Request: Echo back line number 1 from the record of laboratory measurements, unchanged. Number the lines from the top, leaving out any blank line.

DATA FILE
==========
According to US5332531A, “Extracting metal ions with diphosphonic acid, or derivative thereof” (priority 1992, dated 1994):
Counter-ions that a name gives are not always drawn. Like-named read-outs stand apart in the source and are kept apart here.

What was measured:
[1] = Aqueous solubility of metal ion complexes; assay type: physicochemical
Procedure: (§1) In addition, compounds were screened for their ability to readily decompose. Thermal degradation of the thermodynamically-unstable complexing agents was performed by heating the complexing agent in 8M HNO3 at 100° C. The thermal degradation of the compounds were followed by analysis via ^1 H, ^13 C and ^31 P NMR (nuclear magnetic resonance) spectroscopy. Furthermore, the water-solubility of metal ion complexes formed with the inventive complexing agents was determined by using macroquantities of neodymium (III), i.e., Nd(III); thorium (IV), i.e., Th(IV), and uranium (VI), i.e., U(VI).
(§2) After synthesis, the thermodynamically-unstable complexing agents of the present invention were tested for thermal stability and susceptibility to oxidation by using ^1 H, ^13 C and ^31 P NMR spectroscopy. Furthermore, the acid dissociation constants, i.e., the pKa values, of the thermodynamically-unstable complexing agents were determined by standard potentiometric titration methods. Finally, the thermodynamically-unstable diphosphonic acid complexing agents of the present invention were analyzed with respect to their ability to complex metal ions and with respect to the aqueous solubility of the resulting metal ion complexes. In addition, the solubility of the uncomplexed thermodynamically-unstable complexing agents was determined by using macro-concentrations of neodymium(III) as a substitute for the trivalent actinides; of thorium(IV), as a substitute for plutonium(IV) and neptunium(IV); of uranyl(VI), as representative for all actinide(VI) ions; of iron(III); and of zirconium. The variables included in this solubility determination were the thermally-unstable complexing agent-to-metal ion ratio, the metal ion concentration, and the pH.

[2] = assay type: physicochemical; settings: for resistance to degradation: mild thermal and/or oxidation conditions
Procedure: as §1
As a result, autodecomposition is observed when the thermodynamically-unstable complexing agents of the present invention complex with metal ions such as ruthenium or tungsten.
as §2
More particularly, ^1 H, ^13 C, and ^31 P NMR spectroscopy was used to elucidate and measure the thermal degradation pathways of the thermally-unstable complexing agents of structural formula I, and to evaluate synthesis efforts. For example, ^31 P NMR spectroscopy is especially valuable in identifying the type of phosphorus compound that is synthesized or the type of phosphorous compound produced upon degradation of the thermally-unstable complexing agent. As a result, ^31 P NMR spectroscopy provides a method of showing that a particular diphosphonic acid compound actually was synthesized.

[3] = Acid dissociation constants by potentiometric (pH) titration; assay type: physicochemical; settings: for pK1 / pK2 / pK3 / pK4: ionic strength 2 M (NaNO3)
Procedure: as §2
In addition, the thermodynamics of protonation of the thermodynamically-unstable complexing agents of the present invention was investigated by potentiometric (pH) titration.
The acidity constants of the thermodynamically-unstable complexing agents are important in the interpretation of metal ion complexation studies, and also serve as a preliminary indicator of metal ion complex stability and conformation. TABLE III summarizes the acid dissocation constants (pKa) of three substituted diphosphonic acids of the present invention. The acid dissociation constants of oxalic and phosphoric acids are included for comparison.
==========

According to US5332531A, “Extracting metal ions with diphosphonic acid, or derivative thereof” (priority 1992, dated 1994):